Whilst highlighting the downs, Its worth mentioning the ups.. I turned up Tattenham corner at 1am to see the 73’s on a cold wet night, the station security guard was just pleased to see anyone at all, and we had a 15-20 minute chat about what the fuss was about, and think at the end of it he was a bit more excited about trains.
Similarly several stations have no issues allowing photographers in / out, London Victoria comes to mind, Basingstoke is another, Euston and Kings Cross have never been an issue. During recent engineering works last year the staff at South Croydon let me in to take pictures.

Glasgow Central asked me to sign in, but then went out of his way to radio the staff of my presence and some of the staff came around with me, very welcoming, and even gave me heads up of whats coming / where.

its all a very long way from Bialystok, where turning up at the depot, the foreman promptly gave me a guided tour using an SU45 diesel as our personal shed taxi to go around the place, or Israel, where the driver invited me up to the cab for photographs (where I really wasn't expecting anything like that ).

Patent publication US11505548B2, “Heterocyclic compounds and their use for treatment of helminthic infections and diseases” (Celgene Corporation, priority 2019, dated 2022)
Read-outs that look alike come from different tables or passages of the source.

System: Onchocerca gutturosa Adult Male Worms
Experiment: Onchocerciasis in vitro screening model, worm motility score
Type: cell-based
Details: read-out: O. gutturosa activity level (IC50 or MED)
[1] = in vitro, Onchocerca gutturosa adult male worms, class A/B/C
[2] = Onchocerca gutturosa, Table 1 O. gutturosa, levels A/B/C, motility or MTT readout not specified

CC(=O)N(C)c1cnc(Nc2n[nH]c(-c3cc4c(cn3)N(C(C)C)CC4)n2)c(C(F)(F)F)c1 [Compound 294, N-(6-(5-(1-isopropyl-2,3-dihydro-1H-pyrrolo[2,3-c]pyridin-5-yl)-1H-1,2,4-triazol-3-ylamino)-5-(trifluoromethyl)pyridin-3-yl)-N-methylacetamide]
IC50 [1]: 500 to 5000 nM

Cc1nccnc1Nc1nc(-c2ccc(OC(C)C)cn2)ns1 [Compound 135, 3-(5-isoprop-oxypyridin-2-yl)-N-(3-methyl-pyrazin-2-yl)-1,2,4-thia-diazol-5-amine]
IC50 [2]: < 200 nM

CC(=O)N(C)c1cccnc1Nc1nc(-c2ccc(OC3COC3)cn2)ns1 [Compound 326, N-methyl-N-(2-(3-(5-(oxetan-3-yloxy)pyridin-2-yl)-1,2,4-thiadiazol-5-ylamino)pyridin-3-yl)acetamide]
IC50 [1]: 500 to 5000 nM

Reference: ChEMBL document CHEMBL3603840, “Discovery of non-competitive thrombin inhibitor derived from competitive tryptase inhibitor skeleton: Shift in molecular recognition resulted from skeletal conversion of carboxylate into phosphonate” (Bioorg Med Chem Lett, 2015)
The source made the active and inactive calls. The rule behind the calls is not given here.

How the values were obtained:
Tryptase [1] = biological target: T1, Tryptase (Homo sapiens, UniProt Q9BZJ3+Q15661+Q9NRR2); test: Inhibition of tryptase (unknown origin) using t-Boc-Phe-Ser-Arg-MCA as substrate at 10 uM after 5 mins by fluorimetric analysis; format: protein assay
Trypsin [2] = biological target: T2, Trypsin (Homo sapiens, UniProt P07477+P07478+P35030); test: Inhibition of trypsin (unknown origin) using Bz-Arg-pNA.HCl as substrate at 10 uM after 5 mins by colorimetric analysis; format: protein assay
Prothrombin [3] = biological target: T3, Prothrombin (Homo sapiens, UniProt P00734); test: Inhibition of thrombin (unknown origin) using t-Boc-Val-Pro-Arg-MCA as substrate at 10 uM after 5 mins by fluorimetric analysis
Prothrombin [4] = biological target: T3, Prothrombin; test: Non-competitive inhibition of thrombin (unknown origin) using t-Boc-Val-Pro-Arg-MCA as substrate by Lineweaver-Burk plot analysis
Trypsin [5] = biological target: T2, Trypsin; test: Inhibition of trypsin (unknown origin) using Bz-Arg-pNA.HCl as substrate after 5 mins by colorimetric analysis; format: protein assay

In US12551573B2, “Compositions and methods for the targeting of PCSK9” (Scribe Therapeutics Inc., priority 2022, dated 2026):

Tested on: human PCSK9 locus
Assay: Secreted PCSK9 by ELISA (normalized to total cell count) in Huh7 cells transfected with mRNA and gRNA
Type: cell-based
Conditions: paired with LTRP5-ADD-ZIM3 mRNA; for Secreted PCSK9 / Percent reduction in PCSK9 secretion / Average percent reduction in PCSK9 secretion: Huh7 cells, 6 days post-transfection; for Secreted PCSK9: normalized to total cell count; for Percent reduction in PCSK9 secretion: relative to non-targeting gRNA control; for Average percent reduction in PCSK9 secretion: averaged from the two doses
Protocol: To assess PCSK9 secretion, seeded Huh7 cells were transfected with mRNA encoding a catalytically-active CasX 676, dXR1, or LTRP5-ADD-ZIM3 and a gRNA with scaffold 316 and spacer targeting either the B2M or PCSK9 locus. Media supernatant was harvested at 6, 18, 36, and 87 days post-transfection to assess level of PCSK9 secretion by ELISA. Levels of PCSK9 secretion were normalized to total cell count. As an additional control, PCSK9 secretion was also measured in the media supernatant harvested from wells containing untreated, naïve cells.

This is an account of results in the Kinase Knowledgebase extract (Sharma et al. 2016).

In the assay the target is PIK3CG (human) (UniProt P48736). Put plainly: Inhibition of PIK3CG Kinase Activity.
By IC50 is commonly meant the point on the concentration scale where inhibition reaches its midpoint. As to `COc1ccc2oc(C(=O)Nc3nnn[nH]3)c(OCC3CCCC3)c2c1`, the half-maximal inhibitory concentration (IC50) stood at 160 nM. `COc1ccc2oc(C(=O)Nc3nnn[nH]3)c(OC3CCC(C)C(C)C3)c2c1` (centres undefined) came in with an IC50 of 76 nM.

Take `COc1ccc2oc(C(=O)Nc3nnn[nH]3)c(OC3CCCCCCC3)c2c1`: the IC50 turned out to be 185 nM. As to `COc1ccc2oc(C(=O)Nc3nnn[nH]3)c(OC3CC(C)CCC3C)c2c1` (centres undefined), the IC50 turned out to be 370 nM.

Either way its a very obvious change from what Ive seen before around London in the last 2-3 months.
 
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Ashley Hill

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It's a sad life on the modern railway when security goons like those described above feel they have to act this way. Would they carry on like this if they saw some granny taking a family photo before waving them goodbye? No. They seem to delight in persecuting enthusiasts as easy targets.Most of them would probably c**p themselves if they ever came across a real terrorist.